Suicide Claims Life of ‘Cocky’ Wounded Veteran Featured in HBO’s ‘Alive Day Memories’
‘We Knew He Had Demons,’ War Veteran’s Mom Says
by Kate Wiltrout
The Virginian-Pilot, April 20, 2012
Jonathan Bartlett, shown above exercising inside a hospital rehab facility, has died. His family confirmed his death on April 17, 2012 was a suicide. (Vicki Cronis-Nohe, The Virginian-Pilot)
Jonathan Bartlett, an Iraq war veteran and double amputee who was featured in numerous Virginian-Pilot stories as he recovered from his injuries, died Tuesday at his home in Chesapeake. He was 27.
Family members said he killed himself.
On Sept. 25, 2004, Bartlett was a 19-year-old Army infantryman at the wheel of a Humvee outside Fallujah when it hit a homemade bomb. He lost one leg in the blast; the other was amputated soon after.
He spent 13 months recovering at Walter Reed Army Medical Center in Washington, where he learned to walk on prosthetic legs and amused nurses, therapists and visitors with his salty language and black humor. He liked to wear T-shirts referencing the stumps of his legs. One read: “I was golfing. I found the alligator.” Another admonished: “Tell your children not to stare, or the bogeyman will take their legs, too.”
A graduate of Maury High School, Bartlett returned to Norfolk in 2005 and enrolled at Old Dominion. He eventually moved into a wheelchair-accessible home in Deep Creek purchased with the aid of a veterans organization.
In 2007, Bartlett was one of 10 servicemembers featured in an HBO documentary called “Alive Day Memories: Home from Iraq.”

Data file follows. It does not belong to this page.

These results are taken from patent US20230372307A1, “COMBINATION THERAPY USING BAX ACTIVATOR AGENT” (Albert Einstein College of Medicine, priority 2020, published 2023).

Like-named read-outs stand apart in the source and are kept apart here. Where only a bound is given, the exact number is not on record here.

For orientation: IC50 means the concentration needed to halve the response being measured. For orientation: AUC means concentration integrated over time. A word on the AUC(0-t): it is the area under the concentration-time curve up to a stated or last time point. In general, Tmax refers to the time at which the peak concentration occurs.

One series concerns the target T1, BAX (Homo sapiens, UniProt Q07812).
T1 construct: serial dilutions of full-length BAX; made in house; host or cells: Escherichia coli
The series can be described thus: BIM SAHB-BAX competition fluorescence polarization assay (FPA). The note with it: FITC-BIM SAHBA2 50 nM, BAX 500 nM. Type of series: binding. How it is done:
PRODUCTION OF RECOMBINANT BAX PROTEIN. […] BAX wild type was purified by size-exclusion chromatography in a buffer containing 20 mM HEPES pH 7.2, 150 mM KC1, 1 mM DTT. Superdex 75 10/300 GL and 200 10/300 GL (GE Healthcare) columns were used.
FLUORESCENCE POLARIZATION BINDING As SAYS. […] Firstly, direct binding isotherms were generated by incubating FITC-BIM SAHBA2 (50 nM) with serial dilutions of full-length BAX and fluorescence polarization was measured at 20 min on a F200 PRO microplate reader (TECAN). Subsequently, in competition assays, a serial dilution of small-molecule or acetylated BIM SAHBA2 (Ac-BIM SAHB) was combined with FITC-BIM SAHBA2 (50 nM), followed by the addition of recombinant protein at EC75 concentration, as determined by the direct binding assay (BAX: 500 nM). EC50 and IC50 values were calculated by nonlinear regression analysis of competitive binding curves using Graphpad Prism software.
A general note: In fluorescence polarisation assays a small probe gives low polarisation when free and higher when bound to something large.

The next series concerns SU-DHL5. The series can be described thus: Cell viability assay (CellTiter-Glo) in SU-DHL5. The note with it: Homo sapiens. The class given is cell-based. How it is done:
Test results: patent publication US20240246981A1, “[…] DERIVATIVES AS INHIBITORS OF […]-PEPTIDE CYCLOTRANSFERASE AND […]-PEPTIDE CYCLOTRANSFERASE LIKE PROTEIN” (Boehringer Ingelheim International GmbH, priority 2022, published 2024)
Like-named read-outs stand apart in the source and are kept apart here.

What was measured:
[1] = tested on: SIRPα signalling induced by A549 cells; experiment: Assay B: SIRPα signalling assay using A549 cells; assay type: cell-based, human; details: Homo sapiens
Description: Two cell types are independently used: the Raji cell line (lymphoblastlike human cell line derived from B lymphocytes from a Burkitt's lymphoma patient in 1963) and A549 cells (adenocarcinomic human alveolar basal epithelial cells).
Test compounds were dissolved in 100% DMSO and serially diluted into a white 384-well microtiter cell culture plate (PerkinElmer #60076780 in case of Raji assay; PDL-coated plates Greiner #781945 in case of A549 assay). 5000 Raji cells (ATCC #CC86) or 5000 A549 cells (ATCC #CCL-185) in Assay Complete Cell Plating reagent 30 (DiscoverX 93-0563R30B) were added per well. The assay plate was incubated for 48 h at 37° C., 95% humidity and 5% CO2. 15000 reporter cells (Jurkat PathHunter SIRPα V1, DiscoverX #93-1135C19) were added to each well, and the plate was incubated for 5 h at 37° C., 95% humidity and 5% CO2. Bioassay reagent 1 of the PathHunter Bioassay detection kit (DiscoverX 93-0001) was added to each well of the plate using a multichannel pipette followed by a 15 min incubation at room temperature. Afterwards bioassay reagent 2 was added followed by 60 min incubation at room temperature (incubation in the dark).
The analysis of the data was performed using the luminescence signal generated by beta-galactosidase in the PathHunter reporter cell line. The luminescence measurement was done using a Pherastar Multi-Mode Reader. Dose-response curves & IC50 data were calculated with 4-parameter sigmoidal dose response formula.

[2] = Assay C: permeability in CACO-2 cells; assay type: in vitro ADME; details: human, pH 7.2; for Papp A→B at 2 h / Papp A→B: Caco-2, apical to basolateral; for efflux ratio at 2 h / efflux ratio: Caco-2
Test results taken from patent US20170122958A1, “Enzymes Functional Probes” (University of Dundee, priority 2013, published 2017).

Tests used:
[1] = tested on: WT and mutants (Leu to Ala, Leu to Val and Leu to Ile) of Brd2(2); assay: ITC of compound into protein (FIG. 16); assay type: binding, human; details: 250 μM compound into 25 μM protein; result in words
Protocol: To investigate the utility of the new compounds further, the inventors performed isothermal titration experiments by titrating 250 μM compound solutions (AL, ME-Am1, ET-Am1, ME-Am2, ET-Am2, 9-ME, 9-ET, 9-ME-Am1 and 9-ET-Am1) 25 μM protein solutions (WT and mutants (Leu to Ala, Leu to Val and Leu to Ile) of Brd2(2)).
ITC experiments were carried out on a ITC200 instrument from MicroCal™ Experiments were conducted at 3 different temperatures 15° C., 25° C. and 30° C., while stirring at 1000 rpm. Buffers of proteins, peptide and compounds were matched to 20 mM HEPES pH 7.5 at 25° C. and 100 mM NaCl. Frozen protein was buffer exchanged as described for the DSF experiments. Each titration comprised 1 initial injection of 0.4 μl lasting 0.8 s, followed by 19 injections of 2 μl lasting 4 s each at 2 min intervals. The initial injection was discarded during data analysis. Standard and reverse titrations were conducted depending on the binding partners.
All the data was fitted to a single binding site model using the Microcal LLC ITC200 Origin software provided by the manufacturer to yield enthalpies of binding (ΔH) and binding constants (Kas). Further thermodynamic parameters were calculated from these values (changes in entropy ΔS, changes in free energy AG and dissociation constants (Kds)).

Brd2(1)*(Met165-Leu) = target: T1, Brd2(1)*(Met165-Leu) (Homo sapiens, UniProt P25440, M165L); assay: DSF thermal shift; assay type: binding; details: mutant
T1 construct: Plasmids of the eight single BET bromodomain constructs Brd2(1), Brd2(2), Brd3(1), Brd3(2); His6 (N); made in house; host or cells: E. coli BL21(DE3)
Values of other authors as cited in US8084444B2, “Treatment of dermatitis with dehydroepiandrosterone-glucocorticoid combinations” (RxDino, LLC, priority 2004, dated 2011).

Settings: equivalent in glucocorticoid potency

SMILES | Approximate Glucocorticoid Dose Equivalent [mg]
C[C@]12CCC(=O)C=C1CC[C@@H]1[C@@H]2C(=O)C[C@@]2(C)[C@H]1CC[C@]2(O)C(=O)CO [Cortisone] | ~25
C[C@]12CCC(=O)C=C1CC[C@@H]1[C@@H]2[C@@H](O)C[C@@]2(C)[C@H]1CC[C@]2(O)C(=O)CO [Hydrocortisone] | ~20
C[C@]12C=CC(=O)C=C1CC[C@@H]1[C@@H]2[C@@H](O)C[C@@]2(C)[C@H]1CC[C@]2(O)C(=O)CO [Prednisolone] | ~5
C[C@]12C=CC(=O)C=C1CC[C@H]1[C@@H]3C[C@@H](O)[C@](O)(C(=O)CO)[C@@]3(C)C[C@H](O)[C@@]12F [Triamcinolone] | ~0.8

He graduated in 2011 and got a job with the federal government, working in human resources at Norfolk Naval Station.
Bartlett was outspoken and opinionated, with a flair for the dramatic; he’d regularly post manifestos about politics, religion and government on Facebook, and link to essays and articles that invariably made him mad.
His mother, Esther Bartlett of Norfolk, said she saw him a few times in the past week and Jon seemed his usual cocky self.
“We knew he had demons,” she said. “He brought probably more than a few of them back from Iraq with him. We thought he had at least made some kind of peace with them.”
A friend, Jumaria Copeland, said Bartlett helped her get through tough times, whether she was struggling emotionally or financially.
“I remember being so flat broke, and he would hand me a $20. He’d say, ‘I know it’s not much, but it will put gas in your tank.’ ”
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Watch video of Jonathan Bartlett speak about life after war